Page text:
AS quickly as it arrives after the turn of the year, so it’s gone again for another 12 months. The Six Nations Championship lasts just seven weeks. But such is the anticipation, expectation and intensity of it all, February 3 – when the show kicked off for the Scots in Cardiff – feels like just a couple of weeks ago.
This year’s tournament, like the previous term, was one Scotland could take pass marks from. Before a ball was kicked, thrown, or dropped, three wins – matching the 2017 campaign – would have marked an improvement in perform-
ance for Scotland under Gregor Townsend, his first championship in charge.
On paper, it may appear similar. However, France and England at Murrayfield could be classed bigger tests than our Celtic brethren 12 months back, and a win against Italy would mean more because it was on the road. A win against Italy. Fans should have known it wouldn’t be easy.
And so Scotland have gone from B to B+ in this transition year, and the shift from Vern Cotter to Gregor Townsend. And that is the overall result; because after that first weekend, there were a few facing possible detention.
The Autumn Tests whetted the app-etite for what was to come in the spring, and maybe some got a wee tad carried away, especially with the first match being away, against a team who had lifted four titles and three Grands Slams since Scotland last won in the Principality in 2002. How was such hysteria whipped up?
It didn’t take long for it all to unravel, Scotland being given a harsh lesson, not so much by the Welsh – who had Townsend’s game-plan sussed from the off – but from the sporting gods.
The way Townsend had Scotland playing, as they did against Australia and New Zealand in November, required supreme accuracy; no measure for being slow, out by fractions in measurement or timing, or positionally. His side was deficient in all those facets.
Accusations of not having a Plan B were wide of the mark. Had Townsend had an alphabet of plans, his men would still have lost because, for whatever reason, they just weren’t on it, not in the zone, stuck in second or third gear.
The servicing that Townsend and fellow coaches undertook over the following eight days was nothing short of remarkable. Scotland could have folded when France scored points from nowhere. But unlike Cardiff, Scotland – in the main – were on their A Game, and so could mix it, stick with, and stay with the French until their inherent indiscipline kicked in. And then Greig Laidlaw kicked them to death.
That Laidlaw played such a key part in that game was the result of Townsend showing he could and would make the tough calls, if there was need to. Hooking Scotland’s game-changer Finn Russell was a game-defining moment. No time or place for sentiment. There was a job to be done, and in that moment, Russell wasn’t up for it.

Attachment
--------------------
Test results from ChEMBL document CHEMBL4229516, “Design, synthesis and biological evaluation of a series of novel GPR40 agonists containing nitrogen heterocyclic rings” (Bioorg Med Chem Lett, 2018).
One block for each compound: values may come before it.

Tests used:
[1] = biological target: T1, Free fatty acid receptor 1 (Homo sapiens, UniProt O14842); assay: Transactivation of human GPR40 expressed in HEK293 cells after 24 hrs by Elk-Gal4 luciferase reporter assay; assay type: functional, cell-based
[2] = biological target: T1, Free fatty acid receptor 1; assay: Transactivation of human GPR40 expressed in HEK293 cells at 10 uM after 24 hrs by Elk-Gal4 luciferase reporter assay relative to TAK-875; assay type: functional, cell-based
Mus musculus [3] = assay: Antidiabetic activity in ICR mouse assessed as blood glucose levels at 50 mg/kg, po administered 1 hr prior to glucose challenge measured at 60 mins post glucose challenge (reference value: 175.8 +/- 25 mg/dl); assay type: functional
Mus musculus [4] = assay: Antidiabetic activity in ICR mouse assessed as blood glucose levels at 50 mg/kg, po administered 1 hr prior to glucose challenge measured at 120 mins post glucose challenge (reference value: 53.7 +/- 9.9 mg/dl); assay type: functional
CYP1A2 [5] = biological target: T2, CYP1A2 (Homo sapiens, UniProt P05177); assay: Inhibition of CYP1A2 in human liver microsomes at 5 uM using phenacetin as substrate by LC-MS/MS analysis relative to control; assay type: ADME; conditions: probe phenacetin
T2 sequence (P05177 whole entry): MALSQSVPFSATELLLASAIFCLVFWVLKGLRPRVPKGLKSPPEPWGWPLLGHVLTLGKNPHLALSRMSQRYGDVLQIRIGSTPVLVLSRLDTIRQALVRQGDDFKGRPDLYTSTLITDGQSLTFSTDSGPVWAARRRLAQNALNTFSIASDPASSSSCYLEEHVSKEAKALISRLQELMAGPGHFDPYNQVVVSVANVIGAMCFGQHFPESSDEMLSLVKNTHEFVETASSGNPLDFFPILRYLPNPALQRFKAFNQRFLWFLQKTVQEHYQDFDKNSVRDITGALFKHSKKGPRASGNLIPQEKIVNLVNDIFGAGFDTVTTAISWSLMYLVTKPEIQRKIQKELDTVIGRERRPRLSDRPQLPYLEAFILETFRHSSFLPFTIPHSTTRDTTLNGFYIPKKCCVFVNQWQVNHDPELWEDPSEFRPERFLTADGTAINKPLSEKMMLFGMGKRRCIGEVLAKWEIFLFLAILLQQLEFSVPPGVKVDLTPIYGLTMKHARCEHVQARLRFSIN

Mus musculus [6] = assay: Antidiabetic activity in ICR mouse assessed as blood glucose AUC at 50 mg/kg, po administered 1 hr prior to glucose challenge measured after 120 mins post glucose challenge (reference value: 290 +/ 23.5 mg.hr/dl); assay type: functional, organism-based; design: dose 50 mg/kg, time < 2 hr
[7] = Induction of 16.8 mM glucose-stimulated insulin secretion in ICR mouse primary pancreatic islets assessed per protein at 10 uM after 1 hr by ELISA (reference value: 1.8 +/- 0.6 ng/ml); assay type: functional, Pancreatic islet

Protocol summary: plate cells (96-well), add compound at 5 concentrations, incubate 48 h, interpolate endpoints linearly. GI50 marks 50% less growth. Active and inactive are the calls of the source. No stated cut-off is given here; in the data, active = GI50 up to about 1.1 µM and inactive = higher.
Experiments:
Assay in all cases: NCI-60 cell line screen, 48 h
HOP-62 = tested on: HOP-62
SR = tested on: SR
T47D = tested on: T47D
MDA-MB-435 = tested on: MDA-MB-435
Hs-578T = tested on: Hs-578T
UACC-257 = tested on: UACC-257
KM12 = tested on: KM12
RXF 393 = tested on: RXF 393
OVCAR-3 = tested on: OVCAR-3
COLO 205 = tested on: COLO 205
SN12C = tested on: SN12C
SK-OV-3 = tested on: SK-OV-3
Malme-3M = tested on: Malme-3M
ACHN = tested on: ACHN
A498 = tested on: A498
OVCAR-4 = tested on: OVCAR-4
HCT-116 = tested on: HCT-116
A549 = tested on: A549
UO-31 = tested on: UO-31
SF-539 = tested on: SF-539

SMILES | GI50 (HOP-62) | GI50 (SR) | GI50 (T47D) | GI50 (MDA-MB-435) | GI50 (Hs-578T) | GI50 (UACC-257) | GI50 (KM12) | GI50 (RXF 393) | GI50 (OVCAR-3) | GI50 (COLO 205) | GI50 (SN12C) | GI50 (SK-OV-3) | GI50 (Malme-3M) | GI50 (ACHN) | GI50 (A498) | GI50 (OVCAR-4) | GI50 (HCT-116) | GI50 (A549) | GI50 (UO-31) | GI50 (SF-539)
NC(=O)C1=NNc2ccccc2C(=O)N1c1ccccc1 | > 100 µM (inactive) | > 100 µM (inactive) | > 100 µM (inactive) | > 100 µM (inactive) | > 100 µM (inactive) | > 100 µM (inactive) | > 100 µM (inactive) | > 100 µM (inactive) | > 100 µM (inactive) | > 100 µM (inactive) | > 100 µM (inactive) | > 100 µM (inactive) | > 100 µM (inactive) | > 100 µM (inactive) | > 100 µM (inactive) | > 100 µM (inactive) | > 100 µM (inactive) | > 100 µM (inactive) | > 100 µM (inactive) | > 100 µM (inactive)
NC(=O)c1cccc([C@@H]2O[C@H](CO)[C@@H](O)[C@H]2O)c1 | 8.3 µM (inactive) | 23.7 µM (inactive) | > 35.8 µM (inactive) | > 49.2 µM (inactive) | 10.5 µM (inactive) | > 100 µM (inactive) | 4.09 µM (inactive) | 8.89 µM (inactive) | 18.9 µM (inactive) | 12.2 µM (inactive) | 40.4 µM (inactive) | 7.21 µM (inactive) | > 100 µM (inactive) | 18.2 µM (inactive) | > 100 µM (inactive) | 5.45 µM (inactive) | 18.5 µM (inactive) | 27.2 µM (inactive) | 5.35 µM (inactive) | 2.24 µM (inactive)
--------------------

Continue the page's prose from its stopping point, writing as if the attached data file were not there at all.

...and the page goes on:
What he was up for however, was a man-of-the-match performance against England. Everything he tried came off. And those around him appeared inspired, following his lead, typified by Huw Jones at outside centre.
The euphoria of that Calcutta Cup success once again led to what were, perhaps, unrealistic aspirations heading for Dublin and what proved to be a head-on smash against a green machine, accelerating towards what the Emerald Isle would hope would be a Grand Slam.
Ireland didn’t have to play fantastic rugby; Scotland served the win up to them. And of everything during this campaign, their continued inability to carry any form or threat outside of Edinburgh remains an unsolved mystery. If Cardiff and Dublin were a disappointment, then a year from now, the task in Paris and Twickenham won’t be any easier, barring a tactical or inspirational miracle.
That is a long way off, but it is a facet of Scottish rugby that needs fixing, otherwise, forget Crowns, Slams, or titles.
Between now and next February should also be time enough to find a fix to other problems.
While the Warriors star Jones remained inspired and injury-free, yesterday he had a third partner at centre, Nick Grigg given the nod in Rome, ahead of yet another Glasgow player, Pete Horne, who had himself stepped in for Newcastle’s Chris Harris after the Welsh turnover.
Duncan Taylor, Mark Bennett, and Alex Dunbar are possibles, when healthy. Ample choice then for Townsend. Just perm one of six or more with Jones, who should be as much a fixture as Russell (for whom a raised level of consistency wouldn’t go amiss), and Stuart Hogg at full-back.
And another thing. Actually, is there anything?
Because, aside from the results and performances at home especially, in terms of churning up personnel, 2018 has provided a decent crop.
Scotland have proven finishers out wide among the backs, while up front, the back-row of skipper John Barclay, Hamish Watson and Ryan Wilson has been pivotal repeatedly, especially against England, whether winning ball or spoiling, an abrasive and aggressive triumvirate you’d prefer having with you than against.
And, having been in the realm of selecting third and even fourth-choice candidates in each of the front-row positions, those called upon, to a man, stepped up, meaning there are now selection headaches in each of the propping berths. It is clearer cut at hooker, where Stuart McInally could be deemed resident, and the benchmark for all-comers.
This year’s championship will be remembered for three things; hammering England, the folly of listening
to the hype before boarding a plane anywhere, and coach Townsend confirming his status as a top thinker and leader. Here’s to 2019.
Source : HeraldScotland